The Carlyle Group Inc. navigated to a profit in the third quarter despite the abrupt departure of its former top executive and economic conditions that interim CEO William Conway described as the most challenging in a decade.
"All of you see the same things we do: rising interest rates, high levels of inflation, geopolitical uncertainty — each of which lead to increased market volatility and headwinds for investors and operators. This is unlikely to resolve in the short term, though our teams are not sitting back and waiting for better days," said Conway, co-founder and co-chairman of the firm's board whose previous term as co-CEO ended in 2018.
Carlyle reported income of $280.8 million for the quarter, or 77 cents per diluted share, down by nearly half from the $532.8 million in income it reported for the same period a year ago, equivalent to $1.46 per share. Several of its large, publicly traded peers, including Apollo Global Management Inc., KKR & Co. Inc. and Ares Management Corp., recorded a third-quarter loss, while Blackstone Inc. reported profits down significantly from the same quarter a year ago.
The value of the firm's corporate private equity portfolio appreciated 1% during the quarter, a slight improvement from the flat results of the second quarter. The portfolio had a 3% appreciation in third quarter 2021.
Assets under management totaled $369 billion as of Sept. 30, up 23% since the start of the year.
Dry powder at quarter's end was $74 billion, including $42 billion committed to private equity strategies, the largest share of the total.
Private equity slowdown
Carlyle during the third quarter deployed $6.9 billion into new investments across its private equity strategies, including $4.8 billion through its corporate private equity business line, making it the busiest quarter of the year so far.
But the pace of entries is expected to slow through 2023, said Peter Clare, chief investment officer of corporate private equity, who cited as one of the primary factors the impact of higher interest rates on the cost and availability of debt for dealmaking.
The higher cost of debt, in turn, pressures private equity fund managers to pay less for acquisitions. Clare said managers aiming to maintain the same rate of return they have achieved on previous private equity investments need to buy new companies at a lower price to offset the higher cost of financing.
Additionally, the uncertain economic outlook is making it hard for buyers and sellers to agree on a price, Clare said.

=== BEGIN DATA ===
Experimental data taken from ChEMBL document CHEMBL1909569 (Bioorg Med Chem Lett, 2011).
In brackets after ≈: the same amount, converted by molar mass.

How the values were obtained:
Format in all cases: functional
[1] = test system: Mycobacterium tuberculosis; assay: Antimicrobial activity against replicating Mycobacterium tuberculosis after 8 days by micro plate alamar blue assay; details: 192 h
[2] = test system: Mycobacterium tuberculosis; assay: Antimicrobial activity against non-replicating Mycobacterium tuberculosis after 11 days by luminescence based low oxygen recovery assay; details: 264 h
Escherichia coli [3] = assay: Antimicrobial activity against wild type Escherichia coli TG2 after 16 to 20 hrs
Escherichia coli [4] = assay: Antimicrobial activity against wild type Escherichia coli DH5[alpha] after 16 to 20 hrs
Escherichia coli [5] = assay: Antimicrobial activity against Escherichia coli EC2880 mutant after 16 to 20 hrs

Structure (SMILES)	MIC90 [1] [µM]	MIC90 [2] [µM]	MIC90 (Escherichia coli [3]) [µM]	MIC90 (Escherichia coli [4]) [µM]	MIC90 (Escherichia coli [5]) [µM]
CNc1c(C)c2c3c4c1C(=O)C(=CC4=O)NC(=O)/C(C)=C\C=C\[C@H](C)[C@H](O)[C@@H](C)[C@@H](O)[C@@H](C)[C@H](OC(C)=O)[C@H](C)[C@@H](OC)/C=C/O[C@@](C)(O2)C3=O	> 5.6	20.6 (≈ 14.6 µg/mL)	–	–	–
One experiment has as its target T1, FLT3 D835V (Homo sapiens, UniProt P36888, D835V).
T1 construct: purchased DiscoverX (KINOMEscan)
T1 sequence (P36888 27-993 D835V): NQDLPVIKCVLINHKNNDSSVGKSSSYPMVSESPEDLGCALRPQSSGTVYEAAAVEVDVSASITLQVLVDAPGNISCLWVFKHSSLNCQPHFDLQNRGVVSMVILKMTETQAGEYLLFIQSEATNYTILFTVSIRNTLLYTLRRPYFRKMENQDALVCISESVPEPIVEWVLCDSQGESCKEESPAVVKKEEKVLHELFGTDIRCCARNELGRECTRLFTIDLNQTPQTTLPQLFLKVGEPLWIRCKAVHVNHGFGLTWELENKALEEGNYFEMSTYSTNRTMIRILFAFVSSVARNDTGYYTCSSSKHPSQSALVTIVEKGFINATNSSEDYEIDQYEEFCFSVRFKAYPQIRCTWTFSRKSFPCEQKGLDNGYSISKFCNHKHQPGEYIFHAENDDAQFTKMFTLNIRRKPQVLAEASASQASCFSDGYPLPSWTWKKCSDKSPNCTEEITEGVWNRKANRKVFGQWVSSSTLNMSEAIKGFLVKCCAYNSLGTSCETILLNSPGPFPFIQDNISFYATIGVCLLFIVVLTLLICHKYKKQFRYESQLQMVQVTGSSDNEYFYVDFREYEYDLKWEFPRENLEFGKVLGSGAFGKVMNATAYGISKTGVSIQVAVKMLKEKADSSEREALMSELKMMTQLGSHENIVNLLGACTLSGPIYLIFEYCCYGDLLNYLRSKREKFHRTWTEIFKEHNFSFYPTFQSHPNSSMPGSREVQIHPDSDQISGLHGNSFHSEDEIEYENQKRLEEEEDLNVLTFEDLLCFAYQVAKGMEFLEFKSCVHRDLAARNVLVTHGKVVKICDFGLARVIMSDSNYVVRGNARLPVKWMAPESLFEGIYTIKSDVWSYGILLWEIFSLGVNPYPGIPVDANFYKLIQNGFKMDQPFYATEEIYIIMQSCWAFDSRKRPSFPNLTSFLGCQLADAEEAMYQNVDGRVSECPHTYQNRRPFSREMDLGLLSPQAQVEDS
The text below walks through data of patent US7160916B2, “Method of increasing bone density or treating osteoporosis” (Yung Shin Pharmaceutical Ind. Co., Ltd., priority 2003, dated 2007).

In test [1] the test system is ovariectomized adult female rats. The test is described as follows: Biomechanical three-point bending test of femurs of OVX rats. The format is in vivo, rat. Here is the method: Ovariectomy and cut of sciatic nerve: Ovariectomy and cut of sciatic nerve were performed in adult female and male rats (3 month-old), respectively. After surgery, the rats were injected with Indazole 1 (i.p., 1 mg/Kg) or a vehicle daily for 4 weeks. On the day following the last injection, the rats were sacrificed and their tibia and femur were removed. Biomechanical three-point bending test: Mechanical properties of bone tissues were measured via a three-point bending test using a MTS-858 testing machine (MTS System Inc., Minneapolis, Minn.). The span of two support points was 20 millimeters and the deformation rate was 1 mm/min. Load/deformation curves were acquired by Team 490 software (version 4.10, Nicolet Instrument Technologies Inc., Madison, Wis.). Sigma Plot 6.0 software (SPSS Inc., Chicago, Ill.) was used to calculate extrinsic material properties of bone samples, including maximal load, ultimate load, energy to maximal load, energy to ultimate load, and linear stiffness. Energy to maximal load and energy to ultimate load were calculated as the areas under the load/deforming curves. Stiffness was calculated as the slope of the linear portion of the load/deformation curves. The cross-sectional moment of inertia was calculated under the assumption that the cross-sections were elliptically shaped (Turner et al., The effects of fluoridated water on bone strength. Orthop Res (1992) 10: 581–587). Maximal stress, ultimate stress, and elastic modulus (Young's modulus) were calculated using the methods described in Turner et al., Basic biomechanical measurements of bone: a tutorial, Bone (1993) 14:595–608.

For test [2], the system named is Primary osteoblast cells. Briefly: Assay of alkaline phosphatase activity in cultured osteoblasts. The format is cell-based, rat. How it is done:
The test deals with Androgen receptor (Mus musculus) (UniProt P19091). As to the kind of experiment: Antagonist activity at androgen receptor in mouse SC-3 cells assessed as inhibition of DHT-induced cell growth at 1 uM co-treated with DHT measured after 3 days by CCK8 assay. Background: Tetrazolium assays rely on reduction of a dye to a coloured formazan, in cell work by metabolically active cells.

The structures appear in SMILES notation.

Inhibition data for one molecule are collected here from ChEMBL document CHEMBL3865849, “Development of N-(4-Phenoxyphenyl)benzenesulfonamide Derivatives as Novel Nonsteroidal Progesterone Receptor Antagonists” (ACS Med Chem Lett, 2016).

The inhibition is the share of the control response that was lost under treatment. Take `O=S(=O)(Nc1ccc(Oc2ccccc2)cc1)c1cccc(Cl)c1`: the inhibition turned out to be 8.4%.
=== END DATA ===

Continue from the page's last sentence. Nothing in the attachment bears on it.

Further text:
Private equity's fundraising landscape in 2022 is crowded with managers targeting ambitious fund sizes, a dynamic that is contributing to an industrywide slowdown in new investor commitments.
Carlyle is currently in market with Carlyle Partners VIII, the latest edition of its flagship buyout fund with a target range of $22 billion to $26 billion. The predecessor fund, Carlyle Partners VII LP, closed at $18.5 billion in 2018.
"Even though the market is clearly congested [and] fundraising for large buyouts has slowed down, we do expect that, ultimately, all of our funds we're currently raising now will, in aggregate, come at a similar size to the current vintages," Clare said.
Conway said the cloudy macroeconomic outlook was "tougher for some parts of [Carlyle's] business than others," adding that its private credit and global investment solutions businesses were expected to benefit from a more uncertain, risk-off environment.
CFO Curtis Buser said there has been "significant demand" for private credit. The firm originated $1.6 billion in direct loans in the 90 days ended Sept. 30, its highest quarterly total of the year.
"Our investment teams are active across the liquidity spectrum, taking advantage of market dislocations to invest in opportunities with increasingly desirable risk-reward characteristics," Buser said, adding that Carlyle was at the same time "actively positioning" its credit portfolio to withstand a potential uptick in loan defaults due to the global economic challenges.
Still, the head of global credit, Mark Jenkins, said Carlyle remains "quite bullish" on the outlook for the business over the next 12 to 24 months. Investors committed $3.3 billion to the global credit business in the third quarter, topping the $2.5 billion in quarterly inflows to the firm's private equity strategies.
"There is a sense of opportunity when we talk to our investors about what's going on in the credit markets, in particular, as they've seen a repricing of risk. And we're taking advantage of that," Jenkins said.
Executives also described a bright outlook for the firm's secondaries program. Head of Global Investment Solutions Ruulke Bagijn said challenging market conditions were bringing both private equity limited partners and general partners to the secondaries market, with the former seeking to rebalance private equity-heavy portfolios and the latter looking for options to skirt a difficult exit environment, including continuation vehicles.
Carlyle continues to search for a new permanent CEO following the Aug. 7 departure of Kewsong Lee, who left before the end of his five-year contract. Lee's decision came less than two weeks after the firm reported second-quarter earnings, and reportedly followed the board's silence on Lee's proposal for a new contract.
Conway said the CEO search committee was "making good progress," but he deflected questions that attempted to dig deeper into the selection process. Asked whether the question mark at the top of the firm's organizational chart was hindering fundraising, Conway said it was not.